The Rev. Dr. William Heisley
Lessons: Jeremiah 31:31-40; Psalm 46; Romans 3:19-28; John 8:31-36
People are tired. Tired of the struggle. Tired of the waiting. Tired of the arguments that have filled Church life for, well, nearly 2,000 years. We hear about it in the news, as Pope Francis is both applauded and vilified, and we learn today that there is, indeed, nothing new under the sun.
The Lord is talking to ancient Jeremiah. Jeremiah, who probably lived and wrote sometime in the 7th century before the birth of Jesus. Jeremiah warns the people Israel in a series of laments. In every one of them he lets them know that he is in the midst of a great spiritual struggle with God. Everything from being hauled in before officials for his prophecy, to the opposition that he faced even as his life was ending. Everything is a struggle for Jeremiah.
And yet, today he writes to Israel that God promises to make a new covenant with them. And God will make the covenant alone. It will be unilateral, and the people will accept it. They will have no choice. “I will make a new covenant with the house of Israel and the house of Judah. It will not be like the covenant that I made with their ancestors when I took them by the hand to bring them out of the land of Egypt – a covenant that they broke, though I was their husband, says the Lord.”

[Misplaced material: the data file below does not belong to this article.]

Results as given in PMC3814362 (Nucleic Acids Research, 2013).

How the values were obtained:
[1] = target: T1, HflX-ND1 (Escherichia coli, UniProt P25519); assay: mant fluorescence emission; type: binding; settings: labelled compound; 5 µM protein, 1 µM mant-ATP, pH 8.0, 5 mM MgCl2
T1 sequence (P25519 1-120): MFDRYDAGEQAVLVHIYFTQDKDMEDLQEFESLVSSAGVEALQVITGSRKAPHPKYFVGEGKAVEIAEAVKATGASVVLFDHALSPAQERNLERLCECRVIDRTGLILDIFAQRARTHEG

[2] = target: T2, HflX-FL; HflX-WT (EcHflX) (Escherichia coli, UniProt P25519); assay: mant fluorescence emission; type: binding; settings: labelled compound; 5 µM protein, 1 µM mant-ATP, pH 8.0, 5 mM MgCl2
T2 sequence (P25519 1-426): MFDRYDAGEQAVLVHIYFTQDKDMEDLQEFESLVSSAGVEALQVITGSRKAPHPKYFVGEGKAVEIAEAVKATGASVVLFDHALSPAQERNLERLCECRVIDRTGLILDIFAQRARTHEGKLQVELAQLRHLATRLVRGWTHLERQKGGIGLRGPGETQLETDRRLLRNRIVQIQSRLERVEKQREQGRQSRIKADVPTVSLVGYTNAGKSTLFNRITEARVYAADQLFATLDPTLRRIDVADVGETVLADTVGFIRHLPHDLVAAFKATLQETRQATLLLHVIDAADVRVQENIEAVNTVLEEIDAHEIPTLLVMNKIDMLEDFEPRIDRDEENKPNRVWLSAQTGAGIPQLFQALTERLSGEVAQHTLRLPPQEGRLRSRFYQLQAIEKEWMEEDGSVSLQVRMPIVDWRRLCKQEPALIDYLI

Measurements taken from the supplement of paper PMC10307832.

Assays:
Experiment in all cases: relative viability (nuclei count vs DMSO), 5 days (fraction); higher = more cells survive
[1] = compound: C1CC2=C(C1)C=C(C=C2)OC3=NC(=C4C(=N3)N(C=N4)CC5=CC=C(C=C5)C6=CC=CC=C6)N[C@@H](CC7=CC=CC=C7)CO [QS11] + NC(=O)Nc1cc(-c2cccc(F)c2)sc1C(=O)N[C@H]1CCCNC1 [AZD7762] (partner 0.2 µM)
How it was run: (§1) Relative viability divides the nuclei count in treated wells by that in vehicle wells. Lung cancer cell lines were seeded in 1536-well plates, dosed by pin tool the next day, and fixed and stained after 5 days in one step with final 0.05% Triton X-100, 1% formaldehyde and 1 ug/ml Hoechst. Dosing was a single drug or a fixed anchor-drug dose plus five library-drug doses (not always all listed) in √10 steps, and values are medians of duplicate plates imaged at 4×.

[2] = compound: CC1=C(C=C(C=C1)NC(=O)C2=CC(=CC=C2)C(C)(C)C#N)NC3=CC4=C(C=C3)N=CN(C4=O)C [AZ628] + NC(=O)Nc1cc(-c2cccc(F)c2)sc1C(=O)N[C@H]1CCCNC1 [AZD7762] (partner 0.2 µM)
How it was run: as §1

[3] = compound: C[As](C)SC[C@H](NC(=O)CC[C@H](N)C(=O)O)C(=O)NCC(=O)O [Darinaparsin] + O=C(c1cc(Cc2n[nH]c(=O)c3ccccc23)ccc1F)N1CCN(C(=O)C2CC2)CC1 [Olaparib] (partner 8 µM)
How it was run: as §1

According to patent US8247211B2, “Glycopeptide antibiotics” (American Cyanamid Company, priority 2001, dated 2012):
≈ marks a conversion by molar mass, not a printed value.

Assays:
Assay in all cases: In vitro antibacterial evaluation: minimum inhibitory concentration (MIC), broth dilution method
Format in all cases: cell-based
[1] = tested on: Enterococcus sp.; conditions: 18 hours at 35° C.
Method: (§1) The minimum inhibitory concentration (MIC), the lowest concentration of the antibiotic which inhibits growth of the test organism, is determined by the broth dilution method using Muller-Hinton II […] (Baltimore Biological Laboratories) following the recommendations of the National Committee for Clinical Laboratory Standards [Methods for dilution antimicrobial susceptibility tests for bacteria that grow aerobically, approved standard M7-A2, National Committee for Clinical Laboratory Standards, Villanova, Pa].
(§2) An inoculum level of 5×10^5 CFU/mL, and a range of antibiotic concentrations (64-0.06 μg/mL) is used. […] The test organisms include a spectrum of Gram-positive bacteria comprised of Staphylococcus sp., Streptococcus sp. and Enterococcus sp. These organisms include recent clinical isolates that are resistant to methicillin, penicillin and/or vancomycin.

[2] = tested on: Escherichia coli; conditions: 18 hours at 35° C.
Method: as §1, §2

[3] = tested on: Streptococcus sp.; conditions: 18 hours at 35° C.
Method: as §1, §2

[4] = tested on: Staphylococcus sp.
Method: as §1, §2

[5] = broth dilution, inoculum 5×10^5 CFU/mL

The people were tired, tired of the struggle. They fought against each other, against God, against their prophets, and nothing was ever the way that they wanted it to be. We might say that there was no glory in the land. No feelings of accomplishment and wholeness and success as a people, as a religion, as a culture. There was only the waiting. The longing. The fumbling for wholeness that evades an incomplete people. Wholeness that can come only by being directly connected to, supported by, involved with its Creator.
So God spoke through Jeremiah: “I will make a new covenant with the house of Israel and the house of Judah…I will put my law within them, and I will write it on their hearts; and I will be their God, and they shall be my people.” God will mend the broken relationship with Israel and Judah. God and God alone will undo the pain and the sorrow that the people have done. Then the struggle and the arguments will end. And all will be well. “The days are surely coming.”
But we wonder. Is this true? Is this for real? Are the days really coming? Why haven’t they come yet? We wonder. And I imagine that Martin Luther and the other reformers must have wondered, too. Why is God allowing the Church to become so corrupt? The people are tired of it! They want wholeness and they want an eternal vision of the glory of God. All they get is turmoil and hurt. They get someone laying down the law and condemning them. Instead of the Law of love being given to them as a crown to wear, they are denied and scolded and told how bad they are, how wrong their living is. The days are surely coming, comes as a word of hope and a word of promise. A word to live by.